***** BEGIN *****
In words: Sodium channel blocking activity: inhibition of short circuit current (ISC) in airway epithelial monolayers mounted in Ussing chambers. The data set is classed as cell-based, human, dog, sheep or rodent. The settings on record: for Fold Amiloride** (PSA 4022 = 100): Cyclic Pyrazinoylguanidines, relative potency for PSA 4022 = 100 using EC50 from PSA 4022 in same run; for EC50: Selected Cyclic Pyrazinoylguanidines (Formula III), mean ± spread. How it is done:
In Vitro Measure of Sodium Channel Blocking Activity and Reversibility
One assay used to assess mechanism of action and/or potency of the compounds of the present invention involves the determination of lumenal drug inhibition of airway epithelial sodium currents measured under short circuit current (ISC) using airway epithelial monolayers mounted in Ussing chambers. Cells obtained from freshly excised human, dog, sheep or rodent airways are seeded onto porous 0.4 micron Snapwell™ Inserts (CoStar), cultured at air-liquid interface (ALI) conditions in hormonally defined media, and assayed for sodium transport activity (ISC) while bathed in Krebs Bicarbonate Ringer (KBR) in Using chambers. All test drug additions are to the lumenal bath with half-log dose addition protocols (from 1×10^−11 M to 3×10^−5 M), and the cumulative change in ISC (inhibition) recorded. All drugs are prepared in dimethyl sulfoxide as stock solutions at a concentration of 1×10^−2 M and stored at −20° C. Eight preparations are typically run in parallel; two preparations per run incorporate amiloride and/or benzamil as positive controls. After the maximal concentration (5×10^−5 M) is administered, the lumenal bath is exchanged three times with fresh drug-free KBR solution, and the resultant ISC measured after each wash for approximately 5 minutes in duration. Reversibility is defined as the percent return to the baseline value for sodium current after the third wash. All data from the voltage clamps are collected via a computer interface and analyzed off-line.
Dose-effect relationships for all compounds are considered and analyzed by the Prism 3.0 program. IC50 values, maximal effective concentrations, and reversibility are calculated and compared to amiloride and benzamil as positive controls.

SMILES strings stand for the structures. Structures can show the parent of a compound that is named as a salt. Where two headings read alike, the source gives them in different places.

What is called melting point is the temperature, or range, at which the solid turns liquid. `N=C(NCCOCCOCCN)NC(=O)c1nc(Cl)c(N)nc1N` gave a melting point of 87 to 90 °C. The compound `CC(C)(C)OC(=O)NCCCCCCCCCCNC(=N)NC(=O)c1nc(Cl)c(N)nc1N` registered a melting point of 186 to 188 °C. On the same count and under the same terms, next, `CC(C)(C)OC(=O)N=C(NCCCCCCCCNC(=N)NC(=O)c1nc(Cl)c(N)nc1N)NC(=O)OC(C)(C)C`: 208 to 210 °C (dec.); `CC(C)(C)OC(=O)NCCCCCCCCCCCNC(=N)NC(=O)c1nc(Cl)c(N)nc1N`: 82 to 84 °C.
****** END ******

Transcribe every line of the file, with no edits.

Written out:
In words: Sodium channel blocking activity: inhibition of short circuit current (ISC) in airway epithelial monolayers mounted in Ussing chambers. The data set is classed as cell-based, human, dog, sheep or rodent. The settings on record: for Fold Amiloride** (PSA 4022 = 100): Cyclic Pyrazinoylguanidines, relative potency for PSA 4022 = 100 using EC50 from PSA 4022 in same run; for EC50: Selected Cyclic Pyrazinoylguanidines (Formula III), mean ± spread. How it is done:
In Vitro Measure of Sodium Channel Blocking Activity and Reversibility
One assay used to assess mechanism of action and/or potency of the compounds of the present invention involves the determination of lumenal drug inhibition of airway epithelial sodium currents measured under short circuit current (ISC) using airway epithelial monolayers mounted in Ussing chambers. Cells obtained from freshly excised human, dog, sheep or rodent airways are seeded onto porous 0.4 micron Snapwell™ Inserts (CoStar), cultured at air-liquid interface (ALI) conditions in hormonally defined media, and assayed for sodium transport activity (ISC) while bathed in Krebs Bicarbonate Ringer (KBR) in Using chambers. All test drug additions are to the lumenal bath with half-log dose addition protocols (from 1×10^−11 M to 3×10^−5 M), and the cumulative change in ISC (inhibition) recorded. All drugs are prepared in dimethyl sulfoxide as stock solutions at a concentration of 1×10^−2 M and stored at −20° C. Eight preparations are typically run in parallel; two preparations per run incorporate amiloride and/or benzamil as positive controls. After the maximal concentration (5×10^−5 M) is administered, the lumenal bath is exchanged three times with fresh drug-free KBR solution, and the resultant ISC measured after each wash for approximately 5 minutes in duration. Reversibility is defined as the percent return to the baseline value for sodium current after the third wash. All data from the voltage clamps are collected via a computer interface and analyzed off-line.
Dose-effect relationships for all compounds are considered and analyzed by the Prism 3.0 program. IC50 values, maximal effective concentrations, and reversibility are calculated and compared to amiloride and benzamil as positive controls.

SMILES strings stand for the structures. Structures can show the parent of a compound that is named as a salt. Where two headings read alike, the source gives them in different places.

What is called melting point is the temperature, or range, at which the solid turns liquid. `N=C(NCCOCCOCCN)NC(=O)c1nc(Cl)c(N)nc1N` gave a melting point of 87 to 90 °C. The compound `CC(C)(C)OC(=O)NCCCCCCCCCCNC(=N)NC(=O)c1nc(Cl)c(N)nc1N` registered a melting point of 186 to 188 °C. On the same count and under the same terms, next, `CC(C)(C)OC(=O)N=C(NCCCCCCCCNC(=N)NC(=O)c1nc(Cl)c(N)nc1N)NC(=O)OC(C)(C)C`: 208 to 210 °C (dec.); `CC(C)(C)OC(=O)NCCCCCCCCCCCNC(=N)NC(=O)c1nc(Cl)c(N)nc1N`: 82 to 84 °C.